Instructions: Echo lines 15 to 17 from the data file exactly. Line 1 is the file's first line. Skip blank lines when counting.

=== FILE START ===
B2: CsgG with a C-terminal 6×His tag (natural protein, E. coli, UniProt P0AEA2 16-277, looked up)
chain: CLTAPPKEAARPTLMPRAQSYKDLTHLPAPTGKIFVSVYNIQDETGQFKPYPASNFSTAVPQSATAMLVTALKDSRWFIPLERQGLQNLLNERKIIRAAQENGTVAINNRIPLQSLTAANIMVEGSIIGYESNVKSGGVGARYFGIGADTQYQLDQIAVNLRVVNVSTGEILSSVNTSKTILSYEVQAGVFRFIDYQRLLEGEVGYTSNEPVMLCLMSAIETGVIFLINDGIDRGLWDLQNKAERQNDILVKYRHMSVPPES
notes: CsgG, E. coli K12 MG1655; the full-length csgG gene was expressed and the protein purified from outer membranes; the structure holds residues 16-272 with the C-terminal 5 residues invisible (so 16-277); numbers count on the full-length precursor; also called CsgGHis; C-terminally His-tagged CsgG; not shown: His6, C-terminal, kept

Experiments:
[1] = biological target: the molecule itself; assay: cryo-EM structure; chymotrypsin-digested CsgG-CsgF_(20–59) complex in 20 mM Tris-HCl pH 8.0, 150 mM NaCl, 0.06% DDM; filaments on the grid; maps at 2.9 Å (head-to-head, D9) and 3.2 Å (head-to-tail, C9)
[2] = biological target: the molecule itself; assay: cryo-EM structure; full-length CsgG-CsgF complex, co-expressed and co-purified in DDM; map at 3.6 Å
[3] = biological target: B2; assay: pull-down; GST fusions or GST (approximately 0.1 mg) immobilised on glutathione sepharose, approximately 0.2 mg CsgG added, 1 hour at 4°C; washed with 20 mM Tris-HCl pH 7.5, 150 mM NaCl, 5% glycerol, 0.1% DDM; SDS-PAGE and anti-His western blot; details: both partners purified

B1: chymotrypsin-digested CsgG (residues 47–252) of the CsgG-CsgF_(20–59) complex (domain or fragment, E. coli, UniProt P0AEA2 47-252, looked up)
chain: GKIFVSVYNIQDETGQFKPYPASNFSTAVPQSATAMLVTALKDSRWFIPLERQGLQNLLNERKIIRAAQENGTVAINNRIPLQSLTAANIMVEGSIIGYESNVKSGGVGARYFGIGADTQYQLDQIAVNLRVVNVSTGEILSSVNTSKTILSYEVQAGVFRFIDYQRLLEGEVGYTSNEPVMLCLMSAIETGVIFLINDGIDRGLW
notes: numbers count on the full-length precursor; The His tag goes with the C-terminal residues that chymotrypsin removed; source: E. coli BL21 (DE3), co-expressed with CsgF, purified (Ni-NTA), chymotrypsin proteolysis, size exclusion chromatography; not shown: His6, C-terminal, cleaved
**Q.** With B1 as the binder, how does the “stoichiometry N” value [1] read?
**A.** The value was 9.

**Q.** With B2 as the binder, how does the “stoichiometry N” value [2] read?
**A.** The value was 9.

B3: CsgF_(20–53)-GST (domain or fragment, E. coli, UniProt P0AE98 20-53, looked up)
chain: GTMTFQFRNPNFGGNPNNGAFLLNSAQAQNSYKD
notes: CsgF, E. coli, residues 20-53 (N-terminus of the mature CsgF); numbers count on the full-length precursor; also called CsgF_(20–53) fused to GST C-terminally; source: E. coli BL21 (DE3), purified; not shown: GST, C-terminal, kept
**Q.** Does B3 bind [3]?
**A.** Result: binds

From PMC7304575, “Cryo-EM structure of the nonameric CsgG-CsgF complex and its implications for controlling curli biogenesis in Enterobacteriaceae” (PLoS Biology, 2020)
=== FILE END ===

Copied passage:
B3: CsgF_(20–53)-GST (domain or fragment, E. coli, UniProt P0AE98 20-53, looked up)
chain: GTMTFQFRNPNFGGNPNNGAFLLNSAQAQNSYKD
notes: CsgF, E. coli, residues 20-53 (N-terminus of the mature CsgF); numbers count on the full-length precursor; also called CsgF_(20–53) fused to GST C-terminally; source: E. coli BL21 (DE3), purified; not shown: GST, C-terminal, kept